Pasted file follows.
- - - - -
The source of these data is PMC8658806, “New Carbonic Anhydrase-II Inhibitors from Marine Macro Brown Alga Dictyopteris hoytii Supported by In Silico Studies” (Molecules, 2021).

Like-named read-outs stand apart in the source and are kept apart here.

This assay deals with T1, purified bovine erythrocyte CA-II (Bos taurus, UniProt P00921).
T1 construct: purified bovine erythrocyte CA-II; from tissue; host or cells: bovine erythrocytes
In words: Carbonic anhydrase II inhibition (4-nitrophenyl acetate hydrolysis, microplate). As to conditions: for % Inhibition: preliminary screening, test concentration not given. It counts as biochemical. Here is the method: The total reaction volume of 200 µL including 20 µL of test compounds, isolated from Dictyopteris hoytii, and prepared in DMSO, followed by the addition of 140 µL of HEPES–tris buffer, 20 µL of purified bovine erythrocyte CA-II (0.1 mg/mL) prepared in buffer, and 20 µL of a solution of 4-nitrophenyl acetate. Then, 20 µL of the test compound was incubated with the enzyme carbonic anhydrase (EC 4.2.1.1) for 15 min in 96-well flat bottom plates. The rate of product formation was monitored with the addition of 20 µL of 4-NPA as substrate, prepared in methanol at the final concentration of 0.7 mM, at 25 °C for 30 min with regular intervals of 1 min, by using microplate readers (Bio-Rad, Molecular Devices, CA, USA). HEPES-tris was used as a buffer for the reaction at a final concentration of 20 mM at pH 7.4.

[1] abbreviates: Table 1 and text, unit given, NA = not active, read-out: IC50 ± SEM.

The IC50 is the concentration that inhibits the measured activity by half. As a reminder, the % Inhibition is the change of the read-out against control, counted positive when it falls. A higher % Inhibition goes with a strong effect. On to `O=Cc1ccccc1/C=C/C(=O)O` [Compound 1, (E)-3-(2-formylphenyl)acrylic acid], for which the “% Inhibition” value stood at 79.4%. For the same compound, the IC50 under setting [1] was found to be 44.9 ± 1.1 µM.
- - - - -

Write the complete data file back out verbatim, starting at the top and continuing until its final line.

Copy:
The source of these data is PMC8658806, “New Carbonic Anhydrase-II Inhibitors from Marine Macro Brown Alga Dictyopteris hoytii Supported by In Silico Studies” (Molecules, 2021).

Like-named read-outs stand apart in the source and are kept apart here.

This assay deals with T1, purified bovine erythrocyte CA-II (Bos taurus, UniProt P00921).
T1 construct: purified bovine erythrocyte CA-II; from tissue; host or cells: bovine erythrocytes
In words: Carbonic anhydrase II inhibition (4-nitrophenyl acetate hydrolysis, microplate). As to conditions: for % Inhibition: preliminary screening, test concentration not given. It counts as biochemical. Here is the method: The total reaction volume of 200 µL including 20 µL of test compounds, isolated from Dictyopteris hoytii, and prepared in DMSO, followed by the addition of 140 µL of HEPES–tris buffer, 20 µL of purified bovine erythrocyte CA-II (0.1 mg/mL) prepared in buffer, and 20 µL of a solution of 4-nitrophenyl acetate. Then, 20 µL of the test compound was incubated with the enzyme carbonic anhydrase (EC 4.2.1.1) for 15 min in 96-well flat bottom plates. The rate of product formation was monitored with the addition of 20 µL of 4-NPA as substrate, prepared in methanol at the final concentration of 0.7 mM, at 25 °C for 30 min with regular intervals of 1 min, by using microplate readers (Bio-Rad, Molecular Devices, CA, USA). HEPES-tris was used as a buffer for the reaction at a final concentration of 20 mM at pH 7.4.

[1] abbreviates: Table 1 and text, unit given, NA = not active, read-out: IC50 ± SEM.

The IC50 is the concentration that inhibits the measured activity by half. As a reminder, the % Inhibition is the change of the read-out against control, counted positive when it falls. A higher % Inhibition goes with a strong effect. On to `O=Cc1ccccc1/C=C/C(=O)O` [Compound 1, (E)-3-(2-formylphenyl)acrylic acid], for which the “% Inhibition” value stood at 79.4%. For the same compound, the IC50 under setting [1] was found to be 44.9 ± 1.1 µM.